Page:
Advisor Business
CFP Says He Was Offered A Listing On Medical Economics List Of Best Advisors For Doctors For $750 And That The Magazine Also Invited His Dog To Join The List
Tuesday, October 01, 2013 17:57

Tags: advisor industry people

A listing on Medical Economics Magazine’s 2013 list of the “Best Financial Advisors For Doctors” was offered to financial planning gadly Allan Roth, CFP, if he paid the magazine’s publishing company $750--and as long as no public complaints had been filed against him, according to a report by Roth published in today's CBS MoneyWatch.com.

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Moreover, Roth reports, after he told a Medical Economics Magazine sales representative over the phone that he wanted to purchase a slot on the “best-advisor” list for a friend, Maxwell Tailwagger, Roth reports that his five-year-old dachshund, Max, was invited also to join the Medical Economics list of the best advisors for doctors. Roth says he did not send the $750 to get the dog listed. 
 
I’ve railed against these top advisor lists for a long time.  In May 2009, NAPFA members got angry at me for faulting them for playing up these best-advisor lists and or “five-star” advisor ratings in marketing their services on the Web. It’s common for advisors to prominently post being named to a best-advisor list years after they are named by the organization.
 
Media outlets have figured out that they can make money by making lists of top advisors because advisors are clamoring for any sort of third-party endorsement they can get. Posting the logo for Medical Economics, Worth magazine, or Barron’s on your website shows that these respected magazines think you’re a swell guy. This has become a respected seal of approval when, in reality, it’s little more than a cheap trick being played on consumers.
 
I predicted in May 2009 that “a reporter in the consumer press will write about the idiocy of these ‘top financial advisor’ lists, which sell magazines but stink at figuring out which advisors are really the best.”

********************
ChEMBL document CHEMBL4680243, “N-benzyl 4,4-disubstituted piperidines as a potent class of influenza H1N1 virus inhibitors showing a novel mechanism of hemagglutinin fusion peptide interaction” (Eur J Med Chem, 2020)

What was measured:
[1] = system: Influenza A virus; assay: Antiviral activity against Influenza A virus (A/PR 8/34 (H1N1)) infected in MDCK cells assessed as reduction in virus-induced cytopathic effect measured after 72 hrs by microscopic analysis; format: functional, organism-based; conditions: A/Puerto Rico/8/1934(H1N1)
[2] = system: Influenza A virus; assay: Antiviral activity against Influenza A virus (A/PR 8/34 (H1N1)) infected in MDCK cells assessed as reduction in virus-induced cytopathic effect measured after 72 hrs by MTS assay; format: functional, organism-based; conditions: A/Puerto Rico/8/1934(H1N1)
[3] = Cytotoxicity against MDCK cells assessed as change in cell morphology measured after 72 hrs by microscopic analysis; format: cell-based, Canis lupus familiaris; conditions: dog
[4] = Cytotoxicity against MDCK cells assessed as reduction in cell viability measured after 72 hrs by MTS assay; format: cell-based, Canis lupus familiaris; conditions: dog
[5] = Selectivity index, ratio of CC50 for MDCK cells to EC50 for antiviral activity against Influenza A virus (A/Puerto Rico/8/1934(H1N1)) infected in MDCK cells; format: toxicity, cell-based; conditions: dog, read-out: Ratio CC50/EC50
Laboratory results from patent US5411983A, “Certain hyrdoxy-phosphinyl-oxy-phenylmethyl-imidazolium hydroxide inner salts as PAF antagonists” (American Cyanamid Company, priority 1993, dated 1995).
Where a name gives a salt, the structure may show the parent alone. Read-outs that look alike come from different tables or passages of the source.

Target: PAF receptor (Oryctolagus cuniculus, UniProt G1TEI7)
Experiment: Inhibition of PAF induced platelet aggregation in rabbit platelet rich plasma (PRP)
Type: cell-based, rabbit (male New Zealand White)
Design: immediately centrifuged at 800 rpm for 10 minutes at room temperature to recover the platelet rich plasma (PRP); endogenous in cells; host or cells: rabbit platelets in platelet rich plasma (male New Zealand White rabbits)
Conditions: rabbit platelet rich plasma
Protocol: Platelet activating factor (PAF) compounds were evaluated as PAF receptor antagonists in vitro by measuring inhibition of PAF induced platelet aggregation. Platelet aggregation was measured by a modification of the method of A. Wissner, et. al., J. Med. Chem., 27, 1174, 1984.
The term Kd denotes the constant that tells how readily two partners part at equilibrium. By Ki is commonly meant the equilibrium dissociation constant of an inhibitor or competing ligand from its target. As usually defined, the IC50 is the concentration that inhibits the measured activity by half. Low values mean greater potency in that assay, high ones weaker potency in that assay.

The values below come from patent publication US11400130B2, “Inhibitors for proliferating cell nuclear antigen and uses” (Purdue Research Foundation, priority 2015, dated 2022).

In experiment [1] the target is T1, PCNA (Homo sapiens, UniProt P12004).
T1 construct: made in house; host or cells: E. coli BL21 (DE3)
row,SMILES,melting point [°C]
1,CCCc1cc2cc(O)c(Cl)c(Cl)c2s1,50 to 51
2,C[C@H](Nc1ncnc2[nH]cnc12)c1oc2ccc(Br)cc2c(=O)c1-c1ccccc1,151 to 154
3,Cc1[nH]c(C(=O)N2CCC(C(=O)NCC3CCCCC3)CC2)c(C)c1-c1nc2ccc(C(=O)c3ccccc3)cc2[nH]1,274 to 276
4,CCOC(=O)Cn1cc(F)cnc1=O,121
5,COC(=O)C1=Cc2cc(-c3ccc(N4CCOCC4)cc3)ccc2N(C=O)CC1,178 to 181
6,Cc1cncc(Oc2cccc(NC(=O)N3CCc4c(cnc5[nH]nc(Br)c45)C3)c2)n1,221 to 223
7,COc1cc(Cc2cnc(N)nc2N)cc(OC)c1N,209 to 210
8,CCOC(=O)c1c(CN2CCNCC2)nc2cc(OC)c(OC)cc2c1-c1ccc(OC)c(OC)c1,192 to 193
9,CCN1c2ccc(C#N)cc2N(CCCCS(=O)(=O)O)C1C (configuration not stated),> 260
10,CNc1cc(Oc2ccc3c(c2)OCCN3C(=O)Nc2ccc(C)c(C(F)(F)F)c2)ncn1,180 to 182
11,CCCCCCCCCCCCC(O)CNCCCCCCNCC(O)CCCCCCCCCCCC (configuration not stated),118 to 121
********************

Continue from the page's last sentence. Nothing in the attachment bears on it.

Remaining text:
It just never occurred to me that the “reporter” would be a CFP.
 
While Roth is not trained as a reporter, his stories in the Wall Street Journal occasionally blow the whistle on advisors and their most sacred institutions. In fact, this is not Max the dog's first brush with fame. Roth registered Max for an award from the Consumers' Research Council of America, and Max made that group's  2009 edition of the "Guide to America's Top Financial Planners." 
 
Roth is a gadfly and may actually be the real deal. He seems not so interested in the marketing value of his work in the media, which has to be good for his practice, but more about telling consumers and advisors terrible truths about the financial advice business. 
 
Apart from his canine capers, Roth in the past has targeted the CFP Board on more serious issues. In one scathing column blasting the CFP Board, Roth accused CFP Board of giving little more than lip service in requiring CFPs to act in their clients’ best interests.
 
While the trade press lately has focused attention on the CFP Board’s stance on who can call himself fee-only, this is the issue that will threaten the CFP brand. Currentlty, CFP Board’s stance on whether a practitioner owes a fiduciary duty to a client is a consumer nightmare

 

 

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An earlier version of this post incorrectly said Allan Roth's article was published in The Wall Street Journal. While Roth has written for WSJ occasionally, this latest article was published on CBS MoneyWatch.com. 

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Financial Planning Coalition, Taking On Wall Street And The SEC, In A David Versus Goliath Battle On The Fiduciary Standard